Bhutan is as unique a country as is any other country, with some features that set it apart from others. The government’s official position is that Gross National Happiness (GNH) is more important than Gross Domestic Product (GDP). Another unique aspect of this small kingdom is that it allows only a certain number of tourists inside its borders every year. No wonder it is one of the last remaining Shangri-Las in the world. And then there are the festivals of Bhutan. Held throughout the year in some region or the other, mostly in and around its ancient monasteries, the festivals of Bhutan have become an integral part of its tourist attraction. Bhutan festivals are invariably colorful and can continue for quite a few days. Here are a few of them.
Chhukha Tshechu (Chhukha, April 13-15)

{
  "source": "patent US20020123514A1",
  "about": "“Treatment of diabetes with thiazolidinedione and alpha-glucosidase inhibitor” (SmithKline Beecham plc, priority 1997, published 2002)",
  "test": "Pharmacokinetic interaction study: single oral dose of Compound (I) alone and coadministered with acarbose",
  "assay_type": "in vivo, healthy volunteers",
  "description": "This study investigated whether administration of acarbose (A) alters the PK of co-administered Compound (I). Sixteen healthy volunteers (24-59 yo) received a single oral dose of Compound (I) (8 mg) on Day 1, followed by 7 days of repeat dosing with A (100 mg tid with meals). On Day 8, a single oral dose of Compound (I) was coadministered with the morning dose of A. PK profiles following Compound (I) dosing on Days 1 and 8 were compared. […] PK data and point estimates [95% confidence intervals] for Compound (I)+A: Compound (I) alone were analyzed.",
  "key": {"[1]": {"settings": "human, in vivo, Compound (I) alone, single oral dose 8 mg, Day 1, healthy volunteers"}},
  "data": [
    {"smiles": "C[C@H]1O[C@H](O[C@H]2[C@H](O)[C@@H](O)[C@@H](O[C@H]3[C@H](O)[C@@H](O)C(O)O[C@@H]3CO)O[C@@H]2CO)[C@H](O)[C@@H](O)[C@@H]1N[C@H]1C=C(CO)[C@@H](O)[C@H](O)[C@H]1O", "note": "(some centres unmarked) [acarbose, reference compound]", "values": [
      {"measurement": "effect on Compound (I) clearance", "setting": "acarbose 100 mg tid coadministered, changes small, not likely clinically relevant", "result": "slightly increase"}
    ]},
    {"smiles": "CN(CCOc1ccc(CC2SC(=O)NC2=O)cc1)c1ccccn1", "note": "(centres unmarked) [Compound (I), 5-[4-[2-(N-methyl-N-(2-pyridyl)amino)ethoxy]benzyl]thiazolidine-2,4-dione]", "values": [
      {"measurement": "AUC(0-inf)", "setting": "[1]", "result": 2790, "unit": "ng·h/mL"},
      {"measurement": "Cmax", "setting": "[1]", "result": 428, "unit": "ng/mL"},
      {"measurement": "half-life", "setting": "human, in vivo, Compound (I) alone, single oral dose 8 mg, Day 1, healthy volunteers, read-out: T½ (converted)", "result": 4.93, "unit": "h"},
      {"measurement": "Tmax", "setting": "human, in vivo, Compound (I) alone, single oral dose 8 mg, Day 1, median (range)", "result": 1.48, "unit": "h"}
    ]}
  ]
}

South western Bhutan is used to have a large population of people of Nepali origin. It still does, although it has dwindled somewhat now due to some stringent measures taken by the government to remove those who were not considered to be Bhutanese. Known as Lhotshampas, they are mostly involved in agricultural work as well as in providing various services. The other major ethnic group here are the Ngalops. Being a beneficiary of good rainfall, the area is well-forested and its ecology is pretty interesting. There’s an important monastery here by the name of Jabar Gomba that has five mountains all around it that are considered to be auspicious in nature due to their resemblance to the five religious hats worn by Bhutanese lamas (priests). The annual three-day festival of Chhukha Tshechu is held in the monastery’s premises, a monastery in which lies a sacred dagger (phurba) that’s used in religious rituals. It’s supposed to be something special considering that it’s believed to have flown here all the way from Tibet in ancient times. The Chhukha region itself is considered to be a holy site, having received the blessings of the revered Lama Drakpa Jantsho around the seventeenth century, who established the monastery as a sign of his favor. You’ll get to know about quite a bit of the country’s history during your Bhutan tour if it includes a festival or two, that’s for sure.